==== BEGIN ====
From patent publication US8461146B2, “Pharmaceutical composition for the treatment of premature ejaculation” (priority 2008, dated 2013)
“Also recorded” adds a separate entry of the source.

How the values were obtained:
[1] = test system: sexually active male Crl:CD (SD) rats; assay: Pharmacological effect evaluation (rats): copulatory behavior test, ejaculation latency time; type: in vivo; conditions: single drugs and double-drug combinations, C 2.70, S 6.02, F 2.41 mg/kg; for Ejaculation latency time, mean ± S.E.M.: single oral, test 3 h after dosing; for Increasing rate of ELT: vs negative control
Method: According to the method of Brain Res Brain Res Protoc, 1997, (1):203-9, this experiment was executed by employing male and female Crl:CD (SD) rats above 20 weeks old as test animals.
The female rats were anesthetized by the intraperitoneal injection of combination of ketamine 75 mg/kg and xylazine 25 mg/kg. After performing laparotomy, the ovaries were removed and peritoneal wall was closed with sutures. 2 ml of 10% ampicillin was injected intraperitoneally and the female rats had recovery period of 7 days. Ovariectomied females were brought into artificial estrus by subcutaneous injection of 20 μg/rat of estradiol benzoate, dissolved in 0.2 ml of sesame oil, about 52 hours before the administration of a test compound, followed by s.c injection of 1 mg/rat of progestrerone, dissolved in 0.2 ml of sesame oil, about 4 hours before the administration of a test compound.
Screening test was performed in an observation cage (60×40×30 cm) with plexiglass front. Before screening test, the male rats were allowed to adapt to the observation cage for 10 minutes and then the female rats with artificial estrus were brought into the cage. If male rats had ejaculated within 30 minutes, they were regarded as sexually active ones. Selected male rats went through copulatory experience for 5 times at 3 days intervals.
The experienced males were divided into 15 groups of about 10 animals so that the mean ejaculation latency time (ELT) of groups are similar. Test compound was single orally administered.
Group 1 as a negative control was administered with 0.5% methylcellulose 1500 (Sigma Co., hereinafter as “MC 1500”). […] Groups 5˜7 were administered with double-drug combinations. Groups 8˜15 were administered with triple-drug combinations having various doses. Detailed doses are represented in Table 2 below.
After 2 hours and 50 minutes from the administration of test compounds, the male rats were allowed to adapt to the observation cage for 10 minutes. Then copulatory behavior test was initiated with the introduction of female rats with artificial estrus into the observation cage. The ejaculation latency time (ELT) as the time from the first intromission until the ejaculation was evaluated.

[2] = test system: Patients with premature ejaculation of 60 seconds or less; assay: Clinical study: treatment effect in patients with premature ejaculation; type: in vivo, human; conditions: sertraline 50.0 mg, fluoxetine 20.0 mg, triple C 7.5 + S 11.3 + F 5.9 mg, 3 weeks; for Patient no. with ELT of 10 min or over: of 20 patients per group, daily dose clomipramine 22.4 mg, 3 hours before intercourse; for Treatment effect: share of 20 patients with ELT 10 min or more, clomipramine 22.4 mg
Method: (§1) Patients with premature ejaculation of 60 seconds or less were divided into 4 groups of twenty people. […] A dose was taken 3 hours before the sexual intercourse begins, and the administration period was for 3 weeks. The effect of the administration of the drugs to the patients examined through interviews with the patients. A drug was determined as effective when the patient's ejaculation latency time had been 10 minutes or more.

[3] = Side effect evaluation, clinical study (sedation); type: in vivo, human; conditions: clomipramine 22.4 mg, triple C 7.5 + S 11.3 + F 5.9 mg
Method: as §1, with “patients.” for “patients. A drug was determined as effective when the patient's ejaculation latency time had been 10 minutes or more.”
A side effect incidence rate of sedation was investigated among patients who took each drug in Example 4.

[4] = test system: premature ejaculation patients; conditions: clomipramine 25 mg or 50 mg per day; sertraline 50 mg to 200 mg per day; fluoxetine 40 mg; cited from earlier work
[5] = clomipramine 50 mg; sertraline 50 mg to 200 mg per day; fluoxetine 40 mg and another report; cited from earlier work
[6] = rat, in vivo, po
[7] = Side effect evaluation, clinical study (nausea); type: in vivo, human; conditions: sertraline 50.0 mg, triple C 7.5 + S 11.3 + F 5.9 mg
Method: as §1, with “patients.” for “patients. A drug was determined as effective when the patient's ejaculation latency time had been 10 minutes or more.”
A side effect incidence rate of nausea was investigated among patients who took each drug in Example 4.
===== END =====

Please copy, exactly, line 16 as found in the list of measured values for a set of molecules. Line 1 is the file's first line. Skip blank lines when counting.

[4] = test system: premature ejaculation patients; conditions: clomipramine 25 mg or 50 mg per day; sertraline 50 mg to 200 mg per day; fluoxetine 40 mg; cited from earlier work